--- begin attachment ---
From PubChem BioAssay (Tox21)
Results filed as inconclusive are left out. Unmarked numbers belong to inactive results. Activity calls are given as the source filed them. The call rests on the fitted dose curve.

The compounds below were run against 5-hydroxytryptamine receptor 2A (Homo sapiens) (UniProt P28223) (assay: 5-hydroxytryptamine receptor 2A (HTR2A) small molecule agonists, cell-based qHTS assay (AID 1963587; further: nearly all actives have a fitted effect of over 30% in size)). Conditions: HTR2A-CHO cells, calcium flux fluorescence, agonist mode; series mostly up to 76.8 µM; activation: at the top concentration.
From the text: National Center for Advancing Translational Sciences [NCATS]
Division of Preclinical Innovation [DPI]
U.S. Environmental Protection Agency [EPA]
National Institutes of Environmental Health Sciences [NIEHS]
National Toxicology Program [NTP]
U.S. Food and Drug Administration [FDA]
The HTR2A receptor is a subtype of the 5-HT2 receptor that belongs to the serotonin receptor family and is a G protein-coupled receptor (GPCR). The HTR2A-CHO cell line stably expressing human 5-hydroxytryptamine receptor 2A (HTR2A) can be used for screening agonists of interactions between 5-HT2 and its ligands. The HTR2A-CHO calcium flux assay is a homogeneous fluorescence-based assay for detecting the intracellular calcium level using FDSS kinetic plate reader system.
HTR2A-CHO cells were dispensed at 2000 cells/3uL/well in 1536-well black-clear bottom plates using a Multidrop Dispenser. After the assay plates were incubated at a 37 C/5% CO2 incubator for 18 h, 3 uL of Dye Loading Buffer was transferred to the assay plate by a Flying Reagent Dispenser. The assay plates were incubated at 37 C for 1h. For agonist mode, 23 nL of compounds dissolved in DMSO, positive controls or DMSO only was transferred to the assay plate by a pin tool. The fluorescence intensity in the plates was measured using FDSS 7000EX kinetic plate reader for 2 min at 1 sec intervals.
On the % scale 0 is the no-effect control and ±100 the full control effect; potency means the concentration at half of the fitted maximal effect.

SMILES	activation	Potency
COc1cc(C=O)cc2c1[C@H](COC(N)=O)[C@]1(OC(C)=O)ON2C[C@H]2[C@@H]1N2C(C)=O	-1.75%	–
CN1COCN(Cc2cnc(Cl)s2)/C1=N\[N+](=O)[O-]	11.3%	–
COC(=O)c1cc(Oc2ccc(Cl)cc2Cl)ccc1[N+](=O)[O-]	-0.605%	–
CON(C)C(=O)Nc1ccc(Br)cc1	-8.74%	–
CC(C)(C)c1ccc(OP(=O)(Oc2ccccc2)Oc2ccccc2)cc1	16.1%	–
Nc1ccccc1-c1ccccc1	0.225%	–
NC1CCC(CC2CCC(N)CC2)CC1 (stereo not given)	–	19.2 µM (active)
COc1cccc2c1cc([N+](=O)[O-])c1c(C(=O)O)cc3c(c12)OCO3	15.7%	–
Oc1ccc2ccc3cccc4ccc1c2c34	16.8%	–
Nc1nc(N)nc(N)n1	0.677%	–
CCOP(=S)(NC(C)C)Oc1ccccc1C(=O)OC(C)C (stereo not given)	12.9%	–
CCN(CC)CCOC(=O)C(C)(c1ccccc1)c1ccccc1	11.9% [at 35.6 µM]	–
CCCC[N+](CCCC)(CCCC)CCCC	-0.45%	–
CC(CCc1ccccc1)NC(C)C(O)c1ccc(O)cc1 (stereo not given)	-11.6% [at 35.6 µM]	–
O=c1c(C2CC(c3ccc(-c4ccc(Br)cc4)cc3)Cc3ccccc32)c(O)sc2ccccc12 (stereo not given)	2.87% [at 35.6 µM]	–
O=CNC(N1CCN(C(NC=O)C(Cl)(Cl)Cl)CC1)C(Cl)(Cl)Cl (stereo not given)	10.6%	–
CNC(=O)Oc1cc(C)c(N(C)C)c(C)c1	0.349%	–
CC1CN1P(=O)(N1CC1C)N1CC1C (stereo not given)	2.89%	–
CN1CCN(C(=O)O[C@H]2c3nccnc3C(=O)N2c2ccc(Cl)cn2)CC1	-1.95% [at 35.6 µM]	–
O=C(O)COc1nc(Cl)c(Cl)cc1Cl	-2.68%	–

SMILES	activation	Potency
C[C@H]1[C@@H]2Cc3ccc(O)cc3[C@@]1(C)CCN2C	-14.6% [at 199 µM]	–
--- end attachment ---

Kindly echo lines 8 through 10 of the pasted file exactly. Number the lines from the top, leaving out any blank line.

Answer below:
National Toxicology Program [NTP]
U.S. Food and Drug Administration [FDA]
The HTR2A receptor is a subtype of the 5-HT2 receptor that belongs to the serotonin receptor family and is a G protein-coupled receptor (GPCR). The HTR2A-CHO cell line stably expressing human 5-hydroxytryptamine receptor 2A (HTR2A) can be used for screening agonists of interactions between 5-HT2 and its ligands. The HTR2A-CHO calcium flux assay is a homogeneous fluorescence-based assay for detecting the intracellular calcium level using FDSS kinetic plate reader system.